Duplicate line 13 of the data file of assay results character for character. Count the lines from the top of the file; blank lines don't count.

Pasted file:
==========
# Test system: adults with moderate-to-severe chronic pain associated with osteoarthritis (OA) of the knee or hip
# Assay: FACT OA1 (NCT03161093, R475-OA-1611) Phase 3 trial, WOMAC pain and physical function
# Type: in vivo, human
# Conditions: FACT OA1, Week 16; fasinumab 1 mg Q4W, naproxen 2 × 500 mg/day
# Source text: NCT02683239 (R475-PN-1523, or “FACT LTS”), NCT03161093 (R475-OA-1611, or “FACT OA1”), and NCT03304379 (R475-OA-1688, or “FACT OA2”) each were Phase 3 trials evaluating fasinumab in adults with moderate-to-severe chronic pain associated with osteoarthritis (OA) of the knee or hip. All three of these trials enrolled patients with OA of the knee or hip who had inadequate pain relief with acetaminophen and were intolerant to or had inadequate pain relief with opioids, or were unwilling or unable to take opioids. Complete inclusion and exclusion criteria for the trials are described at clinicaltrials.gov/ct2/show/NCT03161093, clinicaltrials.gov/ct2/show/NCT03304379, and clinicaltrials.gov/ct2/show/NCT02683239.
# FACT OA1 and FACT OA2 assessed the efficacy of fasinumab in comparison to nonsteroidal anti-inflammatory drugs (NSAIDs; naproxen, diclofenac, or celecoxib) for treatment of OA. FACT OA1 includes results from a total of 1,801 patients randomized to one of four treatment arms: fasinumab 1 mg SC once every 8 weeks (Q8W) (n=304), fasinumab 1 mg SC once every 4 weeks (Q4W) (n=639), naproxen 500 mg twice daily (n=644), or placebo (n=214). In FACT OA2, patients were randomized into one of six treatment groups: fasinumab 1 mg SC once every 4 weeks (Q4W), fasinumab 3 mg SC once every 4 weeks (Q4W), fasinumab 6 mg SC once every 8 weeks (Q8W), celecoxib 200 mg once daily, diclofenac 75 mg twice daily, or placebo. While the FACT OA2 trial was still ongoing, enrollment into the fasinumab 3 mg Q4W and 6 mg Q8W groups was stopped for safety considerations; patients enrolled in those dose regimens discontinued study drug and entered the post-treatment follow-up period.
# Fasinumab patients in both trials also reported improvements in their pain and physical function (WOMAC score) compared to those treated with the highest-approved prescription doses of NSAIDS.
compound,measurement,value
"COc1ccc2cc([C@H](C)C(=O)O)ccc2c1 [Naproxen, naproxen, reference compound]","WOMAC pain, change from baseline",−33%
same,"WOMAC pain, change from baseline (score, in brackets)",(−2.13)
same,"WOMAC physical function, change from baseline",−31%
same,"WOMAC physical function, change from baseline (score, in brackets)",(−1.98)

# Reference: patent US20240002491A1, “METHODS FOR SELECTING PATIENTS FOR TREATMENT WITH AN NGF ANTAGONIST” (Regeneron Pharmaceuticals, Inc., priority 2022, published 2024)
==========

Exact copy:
# Reference: patent US20240002491A1, “METHODS FOR SELECTING PATIENTS FOR TREATMENT WITH AN NGF ANTAGONIST” (Regeneron Pharmaceuticals, Inc., priority 2022, published 2024)